Advent2-2015READINGS: Second week of Advent

What does God want? Advent reminds us that God has great dreams — for people, for nations, for all creatures, for Earth itself. In the Advent Scripture readings we find powerful images of the desires of God’s heart.

First, God longs for justice and peace. “Justice shall flourish in God’s time, and fullness of peace forever.” (Ps. 72) What does this look like? Isaiah describes a realm where even natural enemies live in peace: “the wolf shall be a guest of the lamb, and…the calf and young lion shall browse together.” (Is. 11:6-8) Pure fantasy? Impossible dream? I remember the story of James, a homeless man living in Boston, who found a knapsack with over $40,000 in it. He brought it to the police, saying, “I don’t need it. I live in a good shelter with 3 meals a day. I have all I need.” Amazed, the officer asked him, “Isn’t there anything we can do for you?” Without hesitation, James told them his greatest wish: “No more war.” James’ desire echoed God’s own: follow the way of justice, and peace will flourish.

Second, God is passionate about caring for those in need. Our God, we hear, is one who shall “rescue the poor when they cry out, and the afflicted when they have no one to help them.” (Ps. 72) In his day St. Vincent de Paul worried, “What will become of the poor and where will they find bread? I confess that this is a weight on my mind and source of great grief.”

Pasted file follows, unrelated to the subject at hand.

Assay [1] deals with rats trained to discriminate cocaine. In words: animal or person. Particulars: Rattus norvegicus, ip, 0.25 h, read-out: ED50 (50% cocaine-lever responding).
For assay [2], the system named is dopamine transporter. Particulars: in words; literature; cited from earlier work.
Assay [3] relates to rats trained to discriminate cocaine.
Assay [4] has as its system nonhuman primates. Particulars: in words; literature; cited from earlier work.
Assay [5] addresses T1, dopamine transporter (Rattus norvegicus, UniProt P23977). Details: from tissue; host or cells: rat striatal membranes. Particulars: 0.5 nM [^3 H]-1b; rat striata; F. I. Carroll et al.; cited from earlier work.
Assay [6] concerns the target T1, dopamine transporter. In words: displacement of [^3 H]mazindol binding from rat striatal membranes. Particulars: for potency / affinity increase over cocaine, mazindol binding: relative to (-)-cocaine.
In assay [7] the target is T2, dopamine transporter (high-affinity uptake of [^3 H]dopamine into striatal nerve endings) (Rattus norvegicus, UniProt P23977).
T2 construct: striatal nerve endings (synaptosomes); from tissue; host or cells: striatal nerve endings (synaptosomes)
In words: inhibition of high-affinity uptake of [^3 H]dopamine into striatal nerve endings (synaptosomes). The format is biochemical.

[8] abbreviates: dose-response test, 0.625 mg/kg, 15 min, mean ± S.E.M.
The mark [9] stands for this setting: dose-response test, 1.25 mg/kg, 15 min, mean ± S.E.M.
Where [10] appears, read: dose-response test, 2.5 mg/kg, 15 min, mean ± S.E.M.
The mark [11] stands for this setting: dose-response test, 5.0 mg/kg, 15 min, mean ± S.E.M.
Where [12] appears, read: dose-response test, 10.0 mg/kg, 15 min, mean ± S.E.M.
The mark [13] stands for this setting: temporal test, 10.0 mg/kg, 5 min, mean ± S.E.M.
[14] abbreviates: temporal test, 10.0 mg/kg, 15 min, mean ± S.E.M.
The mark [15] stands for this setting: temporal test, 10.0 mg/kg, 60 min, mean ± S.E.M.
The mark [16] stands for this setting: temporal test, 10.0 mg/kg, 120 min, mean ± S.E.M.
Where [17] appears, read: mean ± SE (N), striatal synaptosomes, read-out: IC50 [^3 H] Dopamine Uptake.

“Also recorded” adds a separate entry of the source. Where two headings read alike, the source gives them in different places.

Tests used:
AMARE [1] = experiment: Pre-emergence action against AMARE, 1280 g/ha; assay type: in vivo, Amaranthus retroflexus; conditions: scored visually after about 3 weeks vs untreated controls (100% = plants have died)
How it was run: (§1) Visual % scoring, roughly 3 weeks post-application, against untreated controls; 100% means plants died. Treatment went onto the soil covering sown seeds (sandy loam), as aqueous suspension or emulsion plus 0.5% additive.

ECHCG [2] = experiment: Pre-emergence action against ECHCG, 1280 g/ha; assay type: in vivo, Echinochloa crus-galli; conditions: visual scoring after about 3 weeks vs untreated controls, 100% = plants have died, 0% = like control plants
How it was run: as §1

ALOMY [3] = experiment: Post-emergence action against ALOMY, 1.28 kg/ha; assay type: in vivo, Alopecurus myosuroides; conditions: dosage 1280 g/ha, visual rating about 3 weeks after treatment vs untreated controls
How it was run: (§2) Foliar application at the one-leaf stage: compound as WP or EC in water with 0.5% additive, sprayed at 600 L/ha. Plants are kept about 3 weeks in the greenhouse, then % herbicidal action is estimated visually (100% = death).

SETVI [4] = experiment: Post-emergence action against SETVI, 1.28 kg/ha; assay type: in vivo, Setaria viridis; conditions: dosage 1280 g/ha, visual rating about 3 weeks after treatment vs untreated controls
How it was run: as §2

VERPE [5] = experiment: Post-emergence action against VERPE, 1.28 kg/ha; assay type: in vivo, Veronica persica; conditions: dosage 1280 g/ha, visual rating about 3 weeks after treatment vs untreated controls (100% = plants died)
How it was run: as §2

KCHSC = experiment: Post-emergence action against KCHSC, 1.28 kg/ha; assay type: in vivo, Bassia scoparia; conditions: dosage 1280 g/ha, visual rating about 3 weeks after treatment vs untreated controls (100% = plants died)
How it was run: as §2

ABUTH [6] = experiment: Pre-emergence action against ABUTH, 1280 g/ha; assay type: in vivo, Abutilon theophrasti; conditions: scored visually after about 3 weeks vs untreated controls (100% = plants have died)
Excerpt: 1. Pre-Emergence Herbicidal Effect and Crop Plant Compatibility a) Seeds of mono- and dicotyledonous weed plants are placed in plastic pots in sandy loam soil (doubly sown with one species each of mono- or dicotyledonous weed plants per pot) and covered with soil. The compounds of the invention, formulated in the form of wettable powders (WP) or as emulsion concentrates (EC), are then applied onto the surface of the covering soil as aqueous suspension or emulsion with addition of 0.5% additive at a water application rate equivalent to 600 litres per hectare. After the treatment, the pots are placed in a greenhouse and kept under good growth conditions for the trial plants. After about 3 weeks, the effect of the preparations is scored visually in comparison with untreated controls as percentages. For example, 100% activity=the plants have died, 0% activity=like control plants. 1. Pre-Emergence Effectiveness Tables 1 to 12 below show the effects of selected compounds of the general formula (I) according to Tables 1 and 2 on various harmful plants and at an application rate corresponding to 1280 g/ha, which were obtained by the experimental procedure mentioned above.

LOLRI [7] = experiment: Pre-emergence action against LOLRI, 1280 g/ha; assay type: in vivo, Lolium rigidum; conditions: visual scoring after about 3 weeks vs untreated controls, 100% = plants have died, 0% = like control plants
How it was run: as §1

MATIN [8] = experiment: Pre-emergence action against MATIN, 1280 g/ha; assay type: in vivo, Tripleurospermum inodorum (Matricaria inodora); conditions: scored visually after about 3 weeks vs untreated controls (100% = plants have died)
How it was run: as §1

In our day, more than 65.3 million people around the world have been forced from home. Among them are nearly 21.3 million refugees, over half of whom are under the age of 18.

In New York City alone, the number of homeless people sleeping each night in municipal shelters is now 85% higher than ten years ago. That translates into almost 62,000 persons, including more than 24,000 children. Surely God longs for these brothers and sisters of ours, far and near, to find a home, a shelter.

As Pope Francis reminds us, God also desires unity and communion in all creation, and care for Earth, our common home.

Pure fantasy? Impossible dream? Not if we believe the angel Gabriel’s words to Mary, “The Holy Spirit will come upon you, and the power of the Most High will overshadow you….for nothing will be impossible for God.” (Luke1: 35-37) Not if we understand Jesus’ response to the followers of John the Baptist, “Go and tell John what you hear and see: the blind regain their sight, the lame walk, lepers are cleansed, the deaf hear, the dead are raised, and the poor have the good news proclaimed to them.” (Matthew 11:4-5) 

God is indeed at work where people of good will and compassionate hearts reach out to help others. Pure fantasy? Impossible dream? Not if we believe that we have already received the greatest gift possible in Jesus the Christ, one of us, one like us, the sign and pledge of God’s own ever-present bending down to us.

Christ calls you and me to believe what seems impossible, and to pray and work each day, with the power of his Spirit, to make his impossible dream possible.

May the deep desires of God’s heart – for justice, peace, care for the poor and hungry, unity and communion – find a home in our hearts this Christmas and throughout the year to come!

Regina Bechtle

Sr-Regina-BSr. Regina serves as Charism Resource Director for the Sisters of Charity of New York. A retreat leader and spiritual director, she gives presentations to lay and religious groups about St. Elizabeth Seton and our Vincentian-Charity heritage of spirituality.